Reproducible Research with R

Reni Kaul & Deven Gokhale & Zane Billings

About Myself

  • Epi/Bios PhD student with Andreas Handel.
  • I use data analysis and statistical models to study epidemiology and immunology of flu and norovirus.
  • I started using R and R Markdown in 2017.
  • I use R in my research to:
    • organize data
    • visualize results
    • fit models
    • write reproducible manuscripts
    • pretty much everything I do is in R (Markdown), actually.
  • You can get my contact info at My office is on the HSC so feel free to take the bus, or just email me. I'm happy to answer any R questions. (Or questions about grad school, or anything else that might help!)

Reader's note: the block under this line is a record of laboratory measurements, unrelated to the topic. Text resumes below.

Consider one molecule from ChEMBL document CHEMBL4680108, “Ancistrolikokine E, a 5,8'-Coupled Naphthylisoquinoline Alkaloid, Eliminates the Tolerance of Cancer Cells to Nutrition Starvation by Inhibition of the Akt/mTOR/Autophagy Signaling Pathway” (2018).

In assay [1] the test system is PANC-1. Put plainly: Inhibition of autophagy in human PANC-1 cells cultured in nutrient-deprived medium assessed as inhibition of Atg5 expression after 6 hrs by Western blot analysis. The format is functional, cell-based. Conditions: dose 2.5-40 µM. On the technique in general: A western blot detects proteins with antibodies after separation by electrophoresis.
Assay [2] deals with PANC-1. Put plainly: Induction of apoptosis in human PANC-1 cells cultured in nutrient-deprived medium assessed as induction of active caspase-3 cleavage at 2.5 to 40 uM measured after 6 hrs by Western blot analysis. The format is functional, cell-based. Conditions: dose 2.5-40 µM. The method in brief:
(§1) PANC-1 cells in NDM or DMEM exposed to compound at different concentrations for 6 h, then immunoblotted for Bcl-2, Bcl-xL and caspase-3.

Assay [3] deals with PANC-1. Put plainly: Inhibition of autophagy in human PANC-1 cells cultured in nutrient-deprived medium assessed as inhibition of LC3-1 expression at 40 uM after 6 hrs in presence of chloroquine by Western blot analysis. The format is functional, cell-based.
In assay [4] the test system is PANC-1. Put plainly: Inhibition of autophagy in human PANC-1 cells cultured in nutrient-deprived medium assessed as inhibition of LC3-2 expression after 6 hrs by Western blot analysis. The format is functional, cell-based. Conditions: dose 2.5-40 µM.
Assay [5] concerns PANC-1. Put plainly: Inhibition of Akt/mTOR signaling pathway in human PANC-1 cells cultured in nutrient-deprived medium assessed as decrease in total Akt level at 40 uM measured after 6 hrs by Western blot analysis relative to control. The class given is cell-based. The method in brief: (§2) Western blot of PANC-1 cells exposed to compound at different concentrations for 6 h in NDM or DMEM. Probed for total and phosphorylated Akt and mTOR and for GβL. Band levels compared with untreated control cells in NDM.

At the end of this workshop you should be able to…

  • code using best practices
  • create an HTML doc with code and commentary
  • write a function
  • create and use scripts
  • calculate summary and inferential statistics of a dataset
  • create a figure from data


  1. Introduction to reproducible research
  2. Review of tidyverse


  3. Explore data using a R project

  4. Automating data analysis with functions

  5. Using scripts in your workflow

  6. Wrap Up


  • Open R on your computer.
  • Run install.packages("usethis") to install the usethis package.
  • Run the command usethis::use_blank_slate(). If successful, it should print a message.
  • I recommend you do this first thing every time you set up R on a new computer and every time you update R.
  • We'll talk about why I had you do this in a bit :)

1. What is Reproducible Research (RR)?

Johns Hopkins Bloomberg School of Public Health:

Reproducible Research is the idea that data analyses, and more generally, scientific claims, are published with their data and software code so that others may verify the findings and build upon them.